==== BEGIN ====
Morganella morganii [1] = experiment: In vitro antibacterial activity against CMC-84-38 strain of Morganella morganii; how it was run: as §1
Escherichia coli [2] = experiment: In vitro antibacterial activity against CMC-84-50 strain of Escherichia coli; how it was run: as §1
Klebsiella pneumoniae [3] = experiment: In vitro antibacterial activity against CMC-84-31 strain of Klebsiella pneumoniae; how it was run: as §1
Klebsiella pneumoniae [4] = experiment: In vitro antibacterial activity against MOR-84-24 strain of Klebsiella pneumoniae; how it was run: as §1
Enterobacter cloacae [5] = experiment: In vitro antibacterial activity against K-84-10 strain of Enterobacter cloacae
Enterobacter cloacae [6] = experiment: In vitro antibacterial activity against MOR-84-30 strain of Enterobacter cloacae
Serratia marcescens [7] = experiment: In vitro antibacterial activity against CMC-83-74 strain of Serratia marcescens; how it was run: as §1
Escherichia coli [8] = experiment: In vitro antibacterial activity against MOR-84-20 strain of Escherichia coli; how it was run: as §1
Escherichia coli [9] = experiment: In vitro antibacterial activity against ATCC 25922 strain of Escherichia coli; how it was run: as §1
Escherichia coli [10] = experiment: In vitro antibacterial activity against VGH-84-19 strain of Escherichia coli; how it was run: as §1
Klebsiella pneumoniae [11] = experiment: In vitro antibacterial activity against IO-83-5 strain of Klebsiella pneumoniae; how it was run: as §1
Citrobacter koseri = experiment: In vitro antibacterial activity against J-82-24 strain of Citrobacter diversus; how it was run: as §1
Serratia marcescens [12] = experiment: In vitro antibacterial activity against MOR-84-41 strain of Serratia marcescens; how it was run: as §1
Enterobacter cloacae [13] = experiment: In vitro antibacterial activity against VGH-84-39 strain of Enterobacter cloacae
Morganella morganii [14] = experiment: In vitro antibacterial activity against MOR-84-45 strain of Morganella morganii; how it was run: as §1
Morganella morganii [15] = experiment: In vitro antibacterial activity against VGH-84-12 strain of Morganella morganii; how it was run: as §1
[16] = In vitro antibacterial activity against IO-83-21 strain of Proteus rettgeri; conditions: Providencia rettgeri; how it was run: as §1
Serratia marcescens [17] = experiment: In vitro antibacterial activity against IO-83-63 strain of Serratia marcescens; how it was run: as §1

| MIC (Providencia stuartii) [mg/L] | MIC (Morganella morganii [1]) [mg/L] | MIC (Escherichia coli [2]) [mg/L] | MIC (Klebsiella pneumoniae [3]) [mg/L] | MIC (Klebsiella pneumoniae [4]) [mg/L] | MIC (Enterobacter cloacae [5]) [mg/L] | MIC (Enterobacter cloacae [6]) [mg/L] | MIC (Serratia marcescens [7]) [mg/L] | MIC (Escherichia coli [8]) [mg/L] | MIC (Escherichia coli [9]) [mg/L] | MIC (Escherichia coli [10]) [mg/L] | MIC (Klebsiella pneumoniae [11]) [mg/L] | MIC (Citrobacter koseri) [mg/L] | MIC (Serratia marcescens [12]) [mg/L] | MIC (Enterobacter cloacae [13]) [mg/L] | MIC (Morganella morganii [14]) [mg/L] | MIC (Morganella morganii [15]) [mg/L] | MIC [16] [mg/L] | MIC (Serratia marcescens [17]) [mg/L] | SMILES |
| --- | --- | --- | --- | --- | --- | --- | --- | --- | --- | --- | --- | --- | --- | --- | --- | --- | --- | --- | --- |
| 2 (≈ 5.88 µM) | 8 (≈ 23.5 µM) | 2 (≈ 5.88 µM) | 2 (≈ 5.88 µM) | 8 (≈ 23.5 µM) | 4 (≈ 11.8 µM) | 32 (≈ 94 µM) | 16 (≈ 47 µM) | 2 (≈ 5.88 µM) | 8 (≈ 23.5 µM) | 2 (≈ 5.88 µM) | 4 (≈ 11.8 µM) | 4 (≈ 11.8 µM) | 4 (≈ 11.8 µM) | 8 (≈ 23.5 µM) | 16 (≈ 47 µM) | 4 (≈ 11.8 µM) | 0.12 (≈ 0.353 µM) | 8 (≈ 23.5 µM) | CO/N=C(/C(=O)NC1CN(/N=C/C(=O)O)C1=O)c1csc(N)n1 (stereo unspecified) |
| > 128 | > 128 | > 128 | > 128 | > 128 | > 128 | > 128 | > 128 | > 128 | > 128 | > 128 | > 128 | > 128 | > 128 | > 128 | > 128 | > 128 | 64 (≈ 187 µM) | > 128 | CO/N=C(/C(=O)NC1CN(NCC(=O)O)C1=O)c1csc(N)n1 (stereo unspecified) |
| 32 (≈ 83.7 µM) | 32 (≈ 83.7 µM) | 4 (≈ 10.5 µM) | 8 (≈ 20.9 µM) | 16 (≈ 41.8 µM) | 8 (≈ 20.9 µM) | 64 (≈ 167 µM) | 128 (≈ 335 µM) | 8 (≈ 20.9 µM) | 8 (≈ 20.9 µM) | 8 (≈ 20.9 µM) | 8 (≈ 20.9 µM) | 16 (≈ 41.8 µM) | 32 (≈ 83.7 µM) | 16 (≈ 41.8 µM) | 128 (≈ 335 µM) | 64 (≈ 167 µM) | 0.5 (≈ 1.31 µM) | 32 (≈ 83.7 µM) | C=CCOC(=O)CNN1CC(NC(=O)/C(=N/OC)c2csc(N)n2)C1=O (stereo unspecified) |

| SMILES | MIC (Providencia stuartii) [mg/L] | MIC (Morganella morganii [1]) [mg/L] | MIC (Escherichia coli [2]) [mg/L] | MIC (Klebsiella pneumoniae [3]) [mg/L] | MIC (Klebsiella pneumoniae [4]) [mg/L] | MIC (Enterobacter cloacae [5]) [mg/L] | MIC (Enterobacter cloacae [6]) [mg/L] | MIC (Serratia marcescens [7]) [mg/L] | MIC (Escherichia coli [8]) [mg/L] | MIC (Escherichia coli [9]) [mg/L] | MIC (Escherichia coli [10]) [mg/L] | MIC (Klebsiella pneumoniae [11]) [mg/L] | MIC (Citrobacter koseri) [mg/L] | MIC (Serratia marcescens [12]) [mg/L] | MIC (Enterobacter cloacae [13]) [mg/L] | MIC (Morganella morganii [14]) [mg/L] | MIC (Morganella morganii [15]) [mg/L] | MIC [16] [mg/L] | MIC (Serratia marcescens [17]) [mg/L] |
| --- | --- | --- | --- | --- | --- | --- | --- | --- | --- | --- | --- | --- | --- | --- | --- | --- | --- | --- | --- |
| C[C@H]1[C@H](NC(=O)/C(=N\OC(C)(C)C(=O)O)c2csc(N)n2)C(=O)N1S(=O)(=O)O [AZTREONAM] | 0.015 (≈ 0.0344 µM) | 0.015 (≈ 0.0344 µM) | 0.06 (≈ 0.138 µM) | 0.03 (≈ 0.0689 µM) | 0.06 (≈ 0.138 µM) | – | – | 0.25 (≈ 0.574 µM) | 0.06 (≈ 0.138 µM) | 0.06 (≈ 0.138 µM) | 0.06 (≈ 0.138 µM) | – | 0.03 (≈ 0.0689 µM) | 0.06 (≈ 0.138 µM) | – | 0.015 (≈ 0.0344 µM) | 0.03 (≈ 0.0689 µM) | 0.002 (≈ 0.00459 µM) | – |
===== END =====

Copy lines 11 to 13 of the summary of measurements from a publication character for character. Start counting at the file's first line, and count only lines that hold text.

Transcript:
Klebsiella pneumoniae [11] = experiment: In vitro antibacterial activity against IO-83-5 strain of Klebsiella pneumoniae; how it was run: as §1
Citrobacter koseri = experiment: In vitro antibacterial activity against J-82-24 strain of Citrobacter diversus; how it was run: as §1
Serratia marcescens [12] = experiment: In vitro antibacterial activity against MOR-84-41 strain of Serratia marcescens; how it was run: as §1